Study Aim The aim of this study is to examine the efficacy of a dual-task exercise program on cognitive-motor interference in balance and walking tasks, balance self-efficacy, participation in everyday activities, community reintegration and incidence of falls among individuals with chronic stroke.
Study design
This will be a single-blinded randomized controlled trial (RCT). After baseline evaluation, subjects will be randomly allocated to one of the three groups: (1) dual-task training group, (2) single-task training group, (3) strengthening and flexibility exercise group (controls), using a 1:1:1 randomization sequence.
Measurements Outcomes will be used to compare the therapeutic effects of the 3 treatment groups. The outcome measurements (except data on incidence of falls) will take place at 3 time points: (1) within one week before initiation of intervention (baseline), (2) within one week after completion of training, (3) 8 weeks after completion of training. The fall data will be collected on a monthly basis until 6 months after termination of the intervention period. All assessments will be performed by a researcher who is blinded to group allocation.

Conditions

Interventions

  • Dual-task training group Behavioral
    Intervention Desc: Balance and gait exercises while simultaneously engaging in a secondary cognitive task.
    ARM 1: Kind: Experimental
    Label: Dual-task training group
    Description: Participants in this group will receive dual-task balance and gait training for half hour and relaxation exercise for another half hour in each session. There will be 3 sessions per week for 8 weeks.
  • Single-task training group Behavioral
    Intervention Desc: Balance/gait exercises and cognitive exercises done separately.
    ARM 1: Kind: Experimental
    Label: Single-task training group
    Description: This group of subjects will participate in single-task gait and balance activities for half hour and single-task cognitive training in sitting position for another half hour in each session. There will be 3 sessions per week for 8 weeks.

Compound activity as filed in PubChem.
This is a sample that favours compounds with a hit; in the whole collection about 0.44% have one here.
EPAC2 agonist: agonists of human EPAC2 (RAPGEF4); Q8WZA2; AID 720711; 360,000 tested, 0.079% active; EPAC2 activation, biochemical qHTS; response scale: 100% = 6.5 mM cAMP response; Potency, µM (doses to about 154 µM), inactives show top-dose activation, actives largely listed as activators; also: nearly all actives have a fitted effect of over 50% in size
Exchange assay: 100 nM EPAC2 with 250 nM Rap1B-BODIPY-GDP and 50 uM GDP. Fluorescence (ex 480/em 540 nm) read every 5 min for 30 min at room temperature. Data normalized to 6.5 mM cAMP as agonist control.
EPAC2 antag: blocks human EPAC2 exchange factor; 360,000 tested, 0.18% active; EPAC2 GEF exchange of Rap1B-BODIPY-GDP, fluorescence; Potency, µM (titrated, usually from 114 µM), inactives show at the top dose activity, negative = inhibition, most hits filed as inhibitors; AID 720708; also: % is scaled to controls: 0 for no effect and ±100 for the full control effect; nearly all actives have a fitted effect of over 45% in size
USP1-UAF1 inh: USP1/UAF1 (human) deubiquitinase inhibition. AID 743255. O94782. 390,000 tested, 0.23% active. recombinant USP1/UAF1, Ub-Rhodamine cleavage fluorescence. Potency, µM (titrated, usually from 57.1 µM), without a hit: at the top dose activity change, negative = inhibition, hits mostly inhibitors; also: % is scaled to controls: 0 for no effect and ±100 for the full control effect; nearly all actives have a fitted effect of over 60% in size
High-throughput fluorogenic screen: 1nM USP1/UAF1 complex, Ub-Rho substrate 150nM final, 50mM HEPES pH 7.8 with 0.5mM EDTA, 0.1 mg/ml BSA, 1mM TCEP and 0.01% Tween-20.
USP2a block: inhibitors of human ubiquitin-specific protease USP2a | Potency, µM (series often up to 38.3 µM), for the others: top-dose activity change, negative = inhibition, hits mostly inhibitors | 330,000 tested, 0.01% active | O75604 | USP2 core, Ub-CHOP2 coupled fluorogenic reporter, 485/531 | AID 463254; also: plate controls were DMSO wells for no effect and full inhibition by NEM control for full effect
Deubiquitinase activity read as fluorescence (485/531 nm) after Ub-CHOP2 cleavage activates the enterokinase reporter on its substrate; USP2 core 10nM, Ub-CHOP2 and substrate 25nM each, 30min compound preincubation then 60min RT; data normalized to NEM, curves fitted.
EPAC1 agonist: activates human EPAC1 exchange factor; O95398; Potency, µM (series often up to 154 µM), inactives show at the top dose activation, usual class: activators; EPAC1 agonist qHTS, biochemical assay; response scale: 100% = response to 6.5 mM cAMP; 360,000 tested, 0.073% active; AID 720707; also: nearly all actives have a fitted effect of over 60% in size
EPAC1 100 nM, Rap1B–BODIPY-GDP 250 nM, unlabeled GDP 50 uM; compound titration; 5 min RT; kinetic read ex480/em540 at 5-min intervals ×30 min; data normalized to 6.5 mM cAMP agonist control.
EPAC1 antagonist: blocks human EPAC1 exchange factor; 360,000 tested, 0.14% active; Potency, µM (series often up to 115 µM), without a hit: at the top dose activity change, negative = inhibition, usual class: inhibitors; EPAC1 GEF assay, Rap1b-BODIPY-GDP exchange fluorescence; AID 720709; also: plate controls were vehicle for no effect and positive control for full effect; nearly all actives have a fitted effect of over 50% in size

• Flexibility and strength training group Behavioral
    Intervention Desc: Whole-body flexibility exercises, upper limb strengthening exercises.
    ARM 1: Kind: Experimental
    Label: Flexibility and strength training group
    Description: The subjects in this group will engage in flexibility exercises and upper limb strengthening exercises for one hour in each session. There will be 3 sessions per week for 8 weeks.

Trial Design

  • Allocation: Randomized
  • Masking: Single Blind (Outcomes Assessor)
  • Purpose: Treatment
  • Endpoint: Efficacy Study
  • Intervention: Parallel Assignment

Outcomes

Type Measure Time Frame Safety Issue
Primary Timed-up-and-go test with and without dual-task week 0 No
Secondary 10-meter walk test with and without dual-task week 0 No
Secondary Sensory organization test with and without dual-task week 0 No
Secondary Obstacle crossing with and without dual-task week 0 No
Secondary Mini-Balance Evaluations Systems Test week 0 No
Secondary Activities-specific balance confidence scale week 0 No
Secondary Stroke Specific Quality of Life Scale week 0 No
Secondary Motricity Index week 0 No
Secondary Chedoke Arm and Hand Activity Inventory week 0 No
Secondary Frenchay Activities Index week 0 No
Secondary Tinetti Assessment Tool (Gait) week 0 No
Secondary Incidence of fall week 0-6 months after training No
Secondary Global Rating of Change score week 8 No
Secondary Upper limb muscle strength week 0 No